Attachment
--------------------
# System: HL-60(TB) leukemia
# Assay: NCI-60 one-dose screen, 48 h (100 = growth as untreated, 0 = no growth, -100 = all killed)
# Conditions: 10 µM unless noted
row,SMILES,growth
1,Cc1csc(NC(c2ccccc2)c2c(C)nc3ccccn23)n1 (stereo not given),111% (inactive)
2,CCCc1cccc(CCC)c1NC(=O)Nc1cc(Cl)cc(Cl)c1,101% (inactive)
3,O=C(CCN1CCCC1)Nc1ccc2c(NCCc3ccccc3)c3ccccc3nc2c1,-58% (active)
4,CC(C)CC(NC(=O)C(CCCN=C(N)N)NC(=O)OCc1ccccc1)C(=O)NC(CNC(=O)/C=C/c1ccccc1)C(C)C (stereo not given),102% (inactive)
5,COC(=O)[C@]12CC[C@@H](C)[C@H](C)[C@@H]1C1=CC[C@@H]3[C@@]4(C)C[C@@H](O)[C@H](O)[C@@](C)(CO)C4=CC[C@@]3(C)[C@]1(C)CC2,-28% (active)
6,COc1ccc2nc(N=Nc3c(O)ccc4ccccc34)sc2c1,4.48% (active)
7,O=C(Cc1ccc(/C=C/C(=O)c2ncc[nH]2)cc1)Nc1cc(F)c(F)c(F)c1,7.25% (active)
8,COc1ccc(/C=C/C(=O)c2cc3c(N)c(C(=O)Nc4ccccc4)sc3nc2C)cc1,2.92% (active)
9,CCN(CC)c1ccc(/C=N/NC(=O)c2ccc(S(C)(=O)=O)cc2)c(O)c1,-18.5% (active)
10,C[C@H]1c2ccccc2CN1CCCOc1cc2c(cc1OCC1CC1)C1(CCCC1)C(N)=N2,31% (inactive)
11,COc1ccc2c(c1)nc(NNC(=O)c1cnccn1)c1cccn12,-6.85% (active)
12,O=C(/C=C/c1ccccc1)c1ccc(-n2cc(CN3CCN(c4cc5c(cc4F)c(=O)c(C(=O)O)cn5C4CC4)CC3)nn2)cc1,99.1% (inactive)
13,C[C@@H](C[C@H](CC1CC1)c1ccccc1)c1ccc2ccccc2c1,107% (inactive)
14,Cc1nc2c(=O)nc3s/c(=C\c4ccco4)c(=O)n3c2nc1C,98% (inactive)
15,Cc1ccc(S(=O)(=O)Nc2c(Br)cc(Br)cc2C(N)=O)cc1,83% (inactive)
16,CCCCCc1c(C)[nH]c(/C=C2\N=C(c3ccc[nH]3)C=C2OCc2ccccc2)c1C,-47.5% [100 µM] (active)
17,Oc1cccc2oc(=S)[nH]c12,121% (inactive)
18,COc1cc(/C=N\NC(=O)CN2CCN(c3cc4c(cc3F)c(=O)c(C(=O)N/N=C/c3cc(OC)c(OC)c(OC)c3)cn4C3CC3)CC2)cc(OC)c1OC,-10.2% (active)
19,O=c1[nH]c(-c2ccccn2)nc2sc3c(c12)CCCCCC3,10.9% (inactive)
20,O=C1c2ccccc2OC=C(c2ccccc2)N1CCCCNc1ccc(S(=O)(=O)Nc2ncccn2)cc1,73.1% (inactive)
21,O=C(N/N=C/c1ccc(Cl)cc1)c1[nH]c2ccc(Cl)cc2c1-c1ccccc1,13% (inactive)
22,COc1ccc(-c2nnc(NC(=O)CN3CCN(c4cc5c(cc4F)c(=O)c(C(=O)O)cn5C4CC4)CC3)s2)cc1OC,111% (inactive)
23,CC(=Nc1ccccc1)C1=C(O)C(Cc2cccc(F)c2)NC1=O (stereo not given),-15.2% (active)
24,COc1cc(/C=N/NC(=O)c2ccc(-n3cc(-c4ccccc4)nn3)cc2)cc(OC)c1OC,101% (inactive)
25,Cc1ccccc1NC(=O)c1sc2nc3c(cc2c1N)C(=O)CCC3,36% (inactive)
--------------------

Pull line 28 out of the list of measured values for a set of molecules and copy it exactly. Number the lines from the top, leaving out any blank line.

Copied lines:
24,COc1cc(/C=N/NC(=O)c2ccc(-n3cc(-c4ccccc4)nn3)cc2)cc(OC)c1OC,101% (inactive)